Study compares concepts of slave ownership and fossil fuel usage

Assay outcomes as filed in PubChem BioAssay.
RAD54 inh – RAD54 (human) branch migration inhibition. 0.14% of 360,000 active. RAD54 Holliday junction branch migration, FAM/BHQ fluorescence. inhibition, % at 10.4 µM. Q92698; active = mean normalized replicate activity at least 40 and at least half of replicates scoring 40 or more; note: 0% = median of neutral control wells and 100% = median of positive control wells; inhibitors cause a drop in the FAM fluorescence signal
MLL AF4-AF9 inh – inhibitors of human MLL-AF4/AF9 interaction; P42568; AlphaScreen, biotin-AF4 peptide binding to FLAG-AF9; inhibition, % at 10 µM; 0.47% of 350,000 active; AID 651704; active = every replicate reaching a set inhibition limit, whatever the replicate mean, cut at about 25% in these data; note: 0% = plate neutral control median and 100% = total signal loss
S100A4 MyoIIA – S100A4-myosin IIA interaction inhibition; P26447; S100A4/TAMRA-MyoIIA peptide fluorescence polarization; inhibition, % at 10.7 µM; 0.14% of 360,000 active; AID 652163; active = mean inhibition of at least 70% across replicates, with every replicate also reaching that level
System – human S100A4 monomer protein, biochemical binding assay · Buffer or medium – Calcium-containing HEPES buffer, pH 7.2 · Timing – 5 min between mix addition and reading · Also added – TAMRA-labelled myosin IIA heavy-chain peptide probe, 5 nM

Past connections and present similarities in slave ownership and fossil fuel usage – Mouhot (2010) “The first part of the paper demonstrates the connection between the abolition of slavery and the Industrial Revolution: steam power changed the perception of labour; new techniques facilitated diffusion of pro-abolition pamphlets; fewer threats to basic existence resulting from industrial advances fostered sensibilities and moral standards toward abolitionism; and, through industrial development, the North grasped victory in the American Civil War. The second part presents similarities between societies in the past that have used slave labour and those in the present that use fossil fuels. It argues that slaves and fossil-fuelled machines play(ed) similar economic and social roles: both slave societies and developed countries externalise(d) labour and both slaves and modern machines free(d) their owners from daily chores. Consequently, we are as dependent on fossil fuels as slave societies were dependent on bonded labour. It also suggests that, in differing ways, suffering resulting (directly) from slavery and (indirectly) from the excessive burning of fossil fuels are now morally comparable. When we emit carbon dioxide at a rate that exceeds what the ecosystem can absorb, when we deplete non-renewable resources, we indirectly cause suffering to other human beings. Similarly, cheap oil facilitates imports of goods from countries with little social protection and hence help externalise oppression. The conclusion draws on the lessons which may be learned by Climate Change campaigners from the campaigns to abolish slavery: environmental apathy can be opposed effectively if we learn from what worked in the fight against this inhuman institution.” Jean-François Mouhot, Climatic Change, DOI: 10.1007/s10584-010-9982-7.